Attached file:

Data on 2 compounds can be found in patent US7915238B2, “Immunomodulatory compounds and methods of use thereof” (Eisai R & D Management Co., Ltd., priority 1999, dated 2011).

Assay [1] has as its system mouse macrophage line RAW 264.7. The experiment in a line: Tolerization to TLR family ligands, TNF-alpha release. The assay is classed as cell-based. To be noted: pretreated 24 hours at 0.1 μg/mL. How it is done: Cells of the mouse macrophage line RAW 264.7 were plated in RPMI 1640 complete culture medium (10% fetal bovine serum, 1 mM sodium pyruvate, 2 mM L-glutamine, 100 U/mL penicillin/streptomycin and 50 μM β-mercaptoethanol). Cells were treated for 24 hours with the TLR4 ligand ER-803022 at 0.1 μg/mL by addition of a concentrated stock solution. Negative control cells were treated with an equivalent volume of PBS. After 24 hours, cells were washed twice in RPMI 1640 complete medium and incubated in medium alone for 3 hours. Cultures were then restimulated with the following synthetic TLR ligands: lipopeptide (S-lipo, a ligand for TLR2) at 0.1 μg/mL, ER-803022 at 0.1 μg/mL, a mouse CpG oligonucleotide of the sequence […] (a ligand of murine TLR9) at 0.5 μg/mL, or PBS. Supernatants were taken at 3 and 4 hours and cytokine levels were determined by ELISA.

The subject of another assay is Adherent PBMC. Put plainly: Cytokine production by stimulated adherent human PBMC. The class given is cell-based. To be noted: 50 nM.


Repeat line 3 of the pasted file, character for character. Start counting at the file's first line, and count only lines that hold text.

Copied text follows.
The subject of another assay is Adherent PBMC. Put plainly: Cytokine production by stimulated adherent human PBMC. The class given is cell-based. To be noted: 50 nM.